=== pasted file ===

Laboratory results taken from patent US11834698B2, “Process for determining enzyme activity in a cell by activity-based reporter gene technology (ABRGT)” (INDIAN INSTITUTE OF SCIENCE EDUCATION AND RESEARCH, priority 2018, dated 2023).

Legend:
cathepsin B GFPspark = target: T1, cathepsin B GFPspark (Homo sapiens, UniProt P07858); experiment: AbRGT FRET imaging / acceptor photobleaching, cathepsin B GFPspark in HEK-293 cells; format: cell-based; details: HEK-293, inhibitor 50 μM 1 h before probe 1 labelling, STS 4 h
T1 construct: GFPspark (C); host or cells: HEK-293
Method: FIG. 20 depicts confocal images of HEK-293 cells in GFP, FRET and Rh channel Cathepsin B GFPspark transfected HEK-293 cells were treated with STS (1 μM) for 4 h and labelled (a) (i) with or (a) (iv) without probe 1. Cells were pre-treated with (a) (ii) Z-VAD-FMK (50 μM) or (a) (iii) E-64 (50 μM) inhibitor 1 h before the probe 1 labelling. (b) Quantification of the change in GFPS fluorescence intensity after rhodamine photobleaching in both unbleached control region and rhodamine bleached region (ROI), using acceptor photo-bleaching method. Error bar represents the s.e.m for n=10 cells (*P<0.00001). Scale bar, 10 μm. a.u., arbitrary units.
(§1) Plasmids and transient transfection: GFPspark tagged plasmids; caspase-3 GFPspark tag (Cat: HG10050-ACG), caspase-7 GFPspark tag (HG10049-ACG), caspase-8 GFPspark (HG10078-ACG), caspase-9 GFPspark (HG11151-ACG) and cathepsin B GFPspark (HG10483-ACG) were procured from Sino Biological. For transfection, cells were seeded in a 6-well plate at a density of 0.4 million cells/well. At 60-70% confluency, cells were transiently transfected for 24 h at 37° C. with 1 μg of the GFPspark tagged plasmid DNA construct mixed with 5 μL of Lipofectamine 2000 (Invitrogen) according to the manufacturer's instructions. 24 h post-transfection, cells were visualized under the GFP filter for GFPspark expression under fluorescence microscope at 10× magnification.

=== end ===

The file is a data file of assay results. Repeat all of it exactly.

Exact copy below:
Laboratory results taken from patent US11834698B2, “Process for determining enzyme activity in a cell by activity-based reporter gene technology (ABRGT)” (INDIAN INSTITUTE OF SCIENCE EDUCATION AND RESEARCH, priority 2018, dated 2023).

Legend:
cathepsin B GFPspark = target: T1, cathepsin B GFPspark (Homo sapiens, UniProt P07858); experiment: AbRGT FRET imaging / acceptor photobleaching, cathepsin B GFPspark in HEK-293 cells; format: cell-based; details: HEK-293, inhibitor 50 μM 1 h before probe 1 labelling, STS 4 h
T1 construct: GFPspark (C); host or cells: HEK-293
Method: FIG. 20 depicts confocal images of HEK-293 cells in GFP, FRET and Rh channel Cathepsin B GFPspark transfected HEK-293 cells were treated with STS (1 μM) for 4 h and labelled (a) (i) with or (a) (iv) without probe 1. Cells were pre-treated with (a) (ii) Z-VAD-FMK (50 μM) or (a) (iii) E-64 (50 μM) inhibitor 1 h before the probe 1 labelling. (b) Quantification of the change in GFPS fluorescence intensity after rhodamine photobleaching in both unbleached control region and rhodamine bleached region (ROI), using acceptor photo-bleaching method. Error bar represents the s.e.m for n=10 cells (*P<0.00001). Scale bar, 10 μm. a.u., arbitrary units.
(§1) Plasmids and transient transfection: GFPspark tagged plasmids; caspase-3 GFPspark tag (Cat: HG10050-ACG), caspase-7 GFPspark tag (HG10049-ACG), caspase-8 GFPspark (HG10078-ACG), caspase-9 GFPspark (HG11151-ACG) and cathepsin B GFPspark (HG10483-ACG) were procured from Sino Biological. For transfection, cells were seeded in a 6-well plate at a density of 0.4 million cells/well. At 60-70% confluency, cells were transiently transfected for 24 h at 37° C. with 1 μg of the GFPspark tagged plasmid DNA construct mixed with 5 μL of Lipofectamine 2000 (Invitrogen) according to the manufacturer's instructions. 24 h post-transfection, cells were visualized under the GFP filter for GFPspark expression under fluorescence microscope at 10× magnification.